Education And Debate

Ethics behind closed doors: do research ethics committees need secrecy?

BMJ 2001; 322 doi: (Published 26 May 2001) Cite this as: BMJ 2001;322:1294
  1. Richard Ashcroft, lecturer in medical ethics (,
  2. Naomi Pfeffer, professor of social and historical studies of healthb
  1. a Imperial College School of Medicine, Department of Primary Health Care and General Practice, London W2 1PG
  2. b School of Community Health, Psychology and Social Work, University of North London, London N5 2AD
  1. Correspondence to: R Ashcroft
  • Accepted 19 February 2001

Biomedical research involving human subjects must be reviewed by an independent ethics committee.13 In the United Kingdom, such committees are normally NHS local or multicentre research ethics committees.46 There is currently widespread frustration in the research community, in the regulatory authorities, and in the pharmaceutical industry with the efficiency of such committees. 7 8 At the same time there are doubts about the effectiveness of these independent committees in protecting patients.911 Doubts have arisen in the aftermath of some high profile scandals in the ethics of research in the United Kingdom and United States.12 13 Guidance on research governance within the public sector to parallel governance within the pharmaceutical industry is therefore welcome. 2 6 14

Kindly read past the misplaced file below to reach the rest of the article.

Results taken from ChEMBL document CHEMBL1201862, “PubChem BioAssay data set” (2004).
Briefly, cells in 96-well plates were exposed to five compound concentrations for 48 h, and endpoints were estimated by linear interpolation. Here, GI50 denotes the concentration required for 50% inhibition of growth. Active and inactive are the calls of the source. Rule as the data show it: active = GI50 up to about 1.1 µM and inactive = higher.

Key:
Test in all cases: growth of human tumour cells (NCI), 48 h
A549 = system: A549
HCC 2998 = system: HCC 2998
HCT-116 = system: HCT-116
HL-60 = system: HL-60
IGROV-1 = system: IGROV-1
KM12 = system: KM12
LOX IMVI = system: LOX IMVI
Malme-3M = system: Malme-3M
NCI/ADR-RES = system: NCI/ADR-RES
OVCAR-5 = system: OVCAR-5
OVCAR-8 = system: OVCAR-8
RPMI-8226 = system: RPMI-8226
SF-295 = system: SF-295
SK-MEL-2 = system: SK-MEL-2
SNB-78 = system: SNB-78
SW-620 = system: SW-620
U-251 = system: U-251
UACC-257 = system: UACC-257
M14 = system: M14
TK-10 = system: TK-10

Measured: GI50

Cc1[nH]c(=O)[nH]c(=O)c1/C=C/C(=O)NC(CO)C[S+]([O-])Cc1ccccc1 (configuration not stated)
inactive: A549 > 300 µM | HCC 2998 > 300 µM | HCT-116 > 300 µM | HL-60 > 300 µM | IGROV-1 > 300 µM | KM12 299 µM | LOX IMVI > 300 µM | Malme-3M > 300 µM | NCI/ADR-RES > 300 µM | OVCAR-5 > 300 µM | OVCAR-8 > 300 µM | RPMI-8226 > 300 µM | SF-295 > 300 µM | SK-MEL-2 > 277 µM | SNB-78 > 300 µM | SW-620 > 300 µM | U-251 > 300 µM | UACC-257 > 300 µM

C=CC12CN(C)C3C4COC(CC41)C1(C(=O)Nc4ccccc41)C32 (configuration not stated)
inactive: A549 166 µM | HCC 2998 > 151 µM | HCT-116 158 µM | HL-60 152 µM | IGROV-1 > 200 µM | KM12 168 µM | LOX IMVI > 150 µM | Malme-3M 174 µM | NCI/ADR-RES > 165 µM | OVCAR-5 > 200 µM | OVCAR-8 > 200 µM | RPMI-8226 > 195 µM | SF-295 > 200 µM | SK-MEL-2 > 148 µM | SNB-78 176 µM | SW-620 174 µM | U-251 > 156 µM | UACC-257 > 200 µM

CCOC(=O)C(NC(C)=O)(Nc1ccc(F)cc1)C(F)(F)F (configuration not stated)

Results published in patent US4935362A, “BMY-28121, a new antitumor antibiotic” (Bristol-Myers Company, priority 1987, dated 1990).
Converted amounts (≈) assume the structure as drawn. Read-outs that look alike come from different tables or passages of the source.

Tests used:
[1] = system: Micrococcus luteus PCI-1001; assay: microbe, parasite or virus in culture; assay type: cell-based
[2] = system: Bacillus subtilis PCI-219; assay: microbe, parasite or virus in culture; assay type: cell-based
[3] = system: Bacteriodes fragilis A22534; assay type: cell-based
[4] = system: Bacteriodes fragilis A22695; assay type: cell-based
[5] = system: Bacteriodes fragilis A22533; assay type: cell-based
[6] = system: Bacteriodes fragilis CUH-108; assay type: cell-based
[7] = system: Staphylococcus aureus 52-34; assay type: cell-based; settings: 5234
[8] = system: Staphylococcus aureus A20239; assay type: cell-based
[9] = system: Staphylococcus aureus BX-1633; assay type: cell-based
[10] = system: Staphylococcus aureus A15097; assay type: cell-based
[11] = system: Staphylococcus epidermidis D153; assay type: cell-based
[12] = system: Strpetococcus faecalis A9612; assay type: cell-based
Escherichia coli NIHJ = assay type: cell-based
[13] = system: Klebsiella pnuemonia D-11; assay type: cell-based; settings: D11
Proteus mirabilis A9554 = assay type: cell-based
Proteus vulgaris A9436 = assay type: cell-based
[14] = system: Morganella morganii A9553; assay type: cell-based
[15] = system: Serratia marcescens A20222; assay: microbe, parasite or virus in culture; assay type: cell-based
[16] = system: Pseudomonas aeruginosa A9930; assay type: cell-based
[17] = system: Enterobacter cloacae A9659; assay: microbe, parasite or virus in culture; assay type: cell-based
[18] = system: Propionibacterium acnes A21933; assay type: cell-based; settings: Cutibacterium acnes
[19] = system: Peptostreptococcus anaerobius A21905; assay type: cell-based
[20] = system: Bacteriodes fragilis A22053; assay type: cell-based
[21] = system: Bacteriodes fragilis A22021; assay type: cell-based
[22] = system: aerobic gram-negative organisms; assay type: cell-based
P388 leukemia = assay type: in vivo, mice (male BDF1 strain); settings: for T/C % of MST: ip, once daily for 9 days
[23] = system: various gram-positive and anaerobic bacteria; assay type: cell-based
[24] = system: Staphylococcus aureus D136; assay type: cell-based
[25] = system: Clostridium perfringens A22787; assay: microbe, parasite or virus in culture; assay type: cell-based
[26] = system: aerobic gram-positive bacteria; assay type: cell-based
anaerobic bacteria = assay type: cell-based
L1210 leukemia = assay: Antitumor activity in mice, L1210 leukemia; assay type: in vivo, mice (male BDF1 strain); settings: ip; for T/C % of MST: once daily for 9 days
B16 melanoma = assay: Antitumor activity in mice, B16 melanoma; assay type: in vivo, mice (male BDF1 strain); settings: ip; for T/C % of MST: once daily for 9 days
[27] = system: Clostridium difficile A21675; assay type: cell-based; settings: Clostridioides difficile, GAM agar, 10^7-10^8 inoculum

An important reason for the contention surrounding research ethics committees is the secrecy that surrounds them and their decision making. We argue that this secrecy is rarely justified. To investigate this, we reviewed the guidelines regulating research ethics committees in common law jurisdictions and searched the literature on research ethics committees.

Summary points

Research ethics committees have a vital role in protecting the public and facilitating useful research but are increasingly under attack

In many countries, including the United Kingdom, research ethics committees meet confidentially, but no justification for this is normally offered

The possible justifications (protection of patients', researchers', commercial, or academic interests and the committee's independence) are weak and unconvincing

The minutes and meetings of research ethics committees should be open to the public except in a few special circumstances

Maintaining independence

Independence of review is an important element of good research governance. This is partly protected by lay membership of committees, clear lines of accountability to public authorities, and strict rules relating to conflicts of interest. However, this protection of patients' interests may …

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